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Artists share recommendations for better live/work space designs

In August, Artscape brought together live/work tenants from the Parkdale Arts & Cultural Centre to discuss live/work space design considerations for artists, with guest facilitator Lanxi Dong.

Now in its 20th year, Parkdale Arts & Cultural Centre, is Artscape’s first example of a mixed-use community cultural hub. Opened in 1998, this City-owned building, built in 1931 as a police station, is leased long-term to Artscape and plays host to nine affordable live/work units, as well as below-market commercial space for Gallery 1313, the Parkdale Village B.I.A., and the Students for a Free Tibet.

We received excellent feedback from our tenants on live/work space design that confirmed several key design considerations that Artscape consistently integrates into its projects are necessary for creating the conditions for tenant and owner success, including:

  • the need for higher ceilings, light and exposure considerations in our units
  • the importance of offering flexible spaces for a variety of artistic practices
  • the desire for an over-sized elevator to facilitate moving large canvasses or supplies
  • and the need to be in close proximity to services and amenities that artists use, such as printing and copying services, child care and green space.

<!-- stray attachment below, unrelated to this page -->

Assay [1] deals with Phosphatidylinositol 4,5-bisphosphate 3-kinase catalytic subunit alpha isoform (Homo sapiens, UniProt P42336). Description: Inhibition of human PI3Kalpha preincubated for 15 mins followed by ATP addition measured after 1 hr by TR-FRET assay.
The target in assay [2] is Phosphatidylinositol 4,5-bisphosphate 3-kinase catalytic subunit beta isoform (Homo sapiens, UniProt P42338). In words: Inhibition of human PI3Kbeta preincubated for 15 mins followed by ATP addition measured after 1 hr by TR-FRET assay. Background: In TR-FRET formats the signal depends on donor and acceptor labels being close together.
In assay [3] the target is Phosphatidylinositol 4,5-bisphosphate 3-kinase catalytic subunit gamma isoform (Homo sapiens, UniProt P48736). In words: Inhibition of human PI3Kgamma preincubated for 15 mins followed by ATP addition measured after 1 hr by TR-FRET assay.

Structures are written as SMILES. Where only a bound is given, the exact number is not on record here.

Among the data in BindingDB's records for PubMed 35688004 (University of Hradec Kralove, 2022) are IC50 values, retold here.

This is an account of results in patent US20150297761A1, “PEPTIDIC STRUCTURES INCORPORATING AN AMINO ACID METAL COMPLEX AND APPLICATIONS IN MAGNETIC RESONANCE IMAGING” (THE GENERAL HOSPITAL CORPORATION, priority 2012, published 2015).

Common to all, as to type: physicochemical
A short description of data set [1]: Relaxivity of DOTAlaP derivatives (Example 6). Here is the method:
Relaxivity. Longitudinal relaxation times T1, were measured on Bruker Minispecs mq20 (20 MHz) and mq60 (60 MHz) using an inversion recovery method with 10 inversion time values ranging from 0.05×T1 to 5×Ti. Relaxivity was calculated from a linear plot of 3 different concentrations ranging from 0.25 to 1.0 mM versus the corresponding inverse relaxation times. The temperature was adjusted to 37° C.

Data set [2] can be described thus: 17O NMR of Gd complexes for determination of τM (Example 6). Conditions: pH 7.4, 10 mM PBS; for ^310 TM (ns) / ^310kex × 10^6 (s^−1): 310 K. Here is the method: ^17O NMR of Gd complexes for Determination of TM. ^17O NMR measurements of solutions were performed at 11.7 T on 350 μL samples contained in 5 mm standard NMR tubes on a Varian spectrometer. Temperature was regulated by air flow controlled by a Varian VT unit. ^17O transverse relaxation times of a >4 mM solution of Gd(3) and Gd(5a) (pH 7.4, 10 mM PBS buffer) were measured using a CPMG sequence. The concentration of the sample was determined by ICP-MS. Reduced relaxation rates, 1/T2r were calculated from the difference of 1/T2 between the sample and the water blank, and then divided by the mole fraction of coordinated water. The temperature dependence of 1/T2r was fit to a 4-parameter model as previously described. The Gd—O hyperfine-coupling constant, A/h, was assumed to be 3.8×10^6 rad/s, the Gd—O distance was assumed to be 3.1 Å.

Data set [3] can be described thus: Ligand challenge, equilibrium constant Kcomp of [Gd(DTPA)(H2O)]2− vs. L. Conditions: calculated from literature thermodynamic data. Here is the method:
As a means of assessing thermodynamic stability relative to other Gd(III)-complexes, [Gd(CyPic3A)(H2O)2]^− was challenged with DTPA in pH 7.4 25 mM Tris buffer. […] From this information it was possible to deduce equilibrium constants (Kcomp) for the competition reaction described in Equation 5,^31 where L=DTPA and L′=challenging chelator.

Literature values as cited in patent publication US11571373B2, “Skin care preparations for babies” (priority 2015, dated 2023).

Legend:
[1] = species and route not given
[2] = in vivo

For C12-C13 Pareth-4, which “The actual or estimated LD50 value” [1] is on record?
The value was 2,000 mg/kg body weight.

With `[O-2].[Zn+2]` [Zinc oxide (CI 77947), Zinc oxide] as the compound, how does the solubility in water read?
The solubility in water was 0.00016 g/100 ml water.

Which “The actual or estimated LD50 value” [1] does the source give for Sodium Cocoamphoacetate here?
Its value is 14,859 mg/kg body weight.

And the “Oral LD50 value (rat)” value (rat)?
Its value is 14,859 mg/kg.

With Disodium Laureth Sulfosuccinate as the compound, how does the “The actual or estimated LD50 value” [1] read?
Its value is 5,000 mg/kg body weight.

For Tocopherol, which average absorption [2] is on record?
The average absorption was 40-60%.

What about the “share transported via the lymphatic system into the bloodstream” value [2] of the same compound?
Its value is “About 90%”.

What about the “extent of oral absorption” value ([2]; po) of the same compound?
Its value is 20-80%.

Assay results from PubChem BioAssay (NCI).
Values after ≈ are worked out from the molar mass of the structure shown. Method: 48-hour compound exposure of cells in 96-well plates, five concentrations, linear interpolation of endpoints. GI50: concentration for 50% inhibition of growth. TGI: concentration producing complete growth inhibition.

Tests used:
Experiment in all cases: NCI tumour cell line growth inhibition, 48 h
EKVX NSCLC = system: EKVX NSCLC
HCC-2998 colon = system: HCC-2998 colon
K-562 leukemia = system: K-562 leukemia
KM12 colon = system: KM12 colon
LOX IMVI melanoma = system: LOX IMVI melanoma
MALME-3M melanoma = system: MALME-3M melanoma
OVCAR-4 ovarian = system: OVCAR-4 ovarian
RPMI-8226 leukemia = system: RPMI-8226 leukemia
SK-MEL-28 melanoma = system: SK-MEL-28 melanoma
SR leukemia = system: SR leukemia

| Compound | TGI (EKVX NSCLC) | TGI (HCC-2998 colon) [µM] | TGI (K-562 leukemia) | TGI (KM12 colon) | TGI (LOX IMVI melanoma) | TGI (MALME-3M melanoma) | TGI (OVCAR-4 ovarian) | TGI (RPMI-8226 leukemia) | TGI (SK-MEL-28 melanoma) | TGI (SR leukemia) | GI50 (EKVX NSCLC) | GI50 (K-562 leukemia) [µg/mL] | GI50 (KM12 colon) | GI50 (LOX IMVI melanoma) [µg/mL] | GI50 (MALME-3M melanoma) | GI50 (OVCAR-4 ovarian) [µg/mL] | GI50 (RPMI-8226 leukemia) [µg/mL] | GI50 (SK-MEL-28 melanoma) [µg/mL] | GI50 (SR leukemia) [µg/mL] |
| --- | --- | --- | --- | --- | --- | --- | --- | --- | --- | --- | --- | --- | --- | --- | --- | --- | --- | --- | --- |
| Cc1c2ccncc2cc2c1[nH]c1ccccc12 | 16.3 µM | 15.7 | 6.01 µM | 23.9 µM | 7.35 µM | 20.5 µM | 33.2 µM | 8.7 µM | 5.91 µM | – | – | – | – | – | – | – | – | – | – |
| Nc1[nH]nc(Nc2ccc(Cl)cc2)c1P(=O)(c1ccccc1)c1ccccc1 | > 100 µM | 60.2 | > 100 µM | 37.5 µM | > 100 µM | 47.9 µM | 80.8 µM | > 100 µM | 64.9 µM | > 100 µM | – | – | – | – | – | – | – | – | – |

Our community members spoke passionately about the need for artists to be clustered together in communities, and the importance of preserving the history, character elements, and the unique sense of space of the building.

The City and Councillor Gord Perks are currently exploring the possibility of a coordinated redevelopment of several City-owned assets clustered around the Parkdale Arts & Cultural Centre, and our Facilities & Community Services team is working to ensure we receive input and feedback from our community members at every step of this process.

The proposed redevelopment around the Parkdale Arts & Cultural Centre is still in its initial study and planning phases, and the project proposal requires approval from City Council before moving ahead. We’ll keep our colleagues updated on this project as the coordinated planning process with the City progresses.


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